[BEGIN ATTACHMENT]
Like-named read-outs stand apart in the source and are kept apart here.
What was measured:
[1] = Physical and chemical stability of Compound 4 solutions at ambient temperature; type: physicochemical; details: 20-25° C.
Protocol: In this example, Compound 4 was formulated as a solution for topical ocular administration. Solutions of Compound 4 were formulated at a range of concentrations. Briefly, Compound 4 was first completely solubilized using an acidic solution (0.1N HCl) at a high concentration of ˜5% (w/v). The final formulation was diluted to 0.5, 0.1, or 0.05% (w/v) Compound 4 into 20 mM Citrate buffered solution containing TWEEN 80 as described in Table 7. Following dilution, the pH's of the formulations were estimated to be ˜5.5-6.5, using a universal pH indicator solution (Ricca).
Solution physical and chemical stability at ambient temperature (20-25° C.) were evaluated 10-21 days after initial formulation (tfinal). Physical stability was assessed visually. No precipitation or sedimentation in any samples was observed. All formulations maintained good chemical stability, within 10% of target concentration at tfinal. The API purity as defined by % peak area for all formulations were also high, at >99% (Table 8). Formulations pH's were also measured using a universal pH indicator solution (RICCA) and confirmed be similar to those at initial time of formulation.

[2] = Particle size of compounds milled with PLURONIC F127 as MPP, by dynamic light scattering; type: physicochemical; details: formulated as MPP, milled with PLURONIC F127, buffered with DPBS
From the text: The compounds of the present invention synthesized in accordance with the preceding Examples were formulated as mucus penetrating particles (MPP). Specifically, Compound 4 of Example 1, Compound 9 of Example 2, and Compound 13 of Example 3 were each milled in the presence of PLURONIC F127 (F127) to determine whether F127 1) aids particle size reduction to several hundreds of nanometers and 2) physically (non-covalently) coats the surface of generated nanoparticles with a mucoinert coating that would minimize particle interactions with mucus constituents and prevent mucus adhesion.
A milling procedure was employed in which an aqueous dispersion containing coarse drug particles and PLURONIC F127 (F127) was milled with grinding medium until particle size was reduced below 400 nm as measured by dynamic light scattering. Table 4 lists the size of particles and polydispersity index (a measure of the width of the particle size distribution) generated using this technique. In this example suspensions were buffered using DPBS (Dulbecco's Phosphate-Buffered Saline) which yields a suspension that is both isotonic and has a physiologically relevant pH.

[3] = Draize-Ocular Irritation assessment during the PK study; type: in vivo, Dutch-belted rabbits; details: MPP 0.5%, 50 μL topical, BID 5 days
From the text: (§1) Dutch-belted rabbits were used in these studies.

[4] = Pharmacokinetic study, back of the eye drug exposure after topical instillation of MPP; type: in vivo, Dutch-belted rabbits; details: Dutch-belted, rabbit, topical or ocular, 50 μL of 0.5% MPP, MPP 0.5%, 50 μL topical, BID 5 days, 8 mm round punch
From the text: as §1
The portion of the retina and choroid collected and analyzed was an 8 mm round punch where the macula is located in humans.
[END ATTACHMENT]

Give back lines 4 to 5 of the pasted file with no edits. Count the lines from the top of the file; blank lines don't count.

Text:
Protocol: In this example, Compound 4 was formulated as a solution for topical ocular administration. Solutions of Compound 4 were formulated at a range of concentrations. Briefly, Compound 4 was first completely solubilized using an acidic solution (0.1N HCl) at a high concentration of ˜5% (w/v). The final formulation was diluted to 0.5, 0.1, or 0.05% (w/v) Compound 4 into 20 mM Citrate buffered solution containing TWEEN 80 as described in Table 7. Following dilution, the pH's of the formulations were estimated to be ˜5.5-6.5, using a universal pH indicator solution (Ricca).
Solution physical and chemical stability at ambient temperature (20-25° C.) were evaluated 10-21 days after initial formulation (tfinal). Physical stability was assessed visually. No precipitation or sedimentation in any samples was observed. All formulations maintained good chemical stability, within 10% of target concentration at tfinal. The API purity as defined by % peak area for all formulations were also high, at >99% (Table 8). Formulations pH's were also measured using a universal pH indicator solution (RICCA) and confirmed be similar to those at initial time of formulation.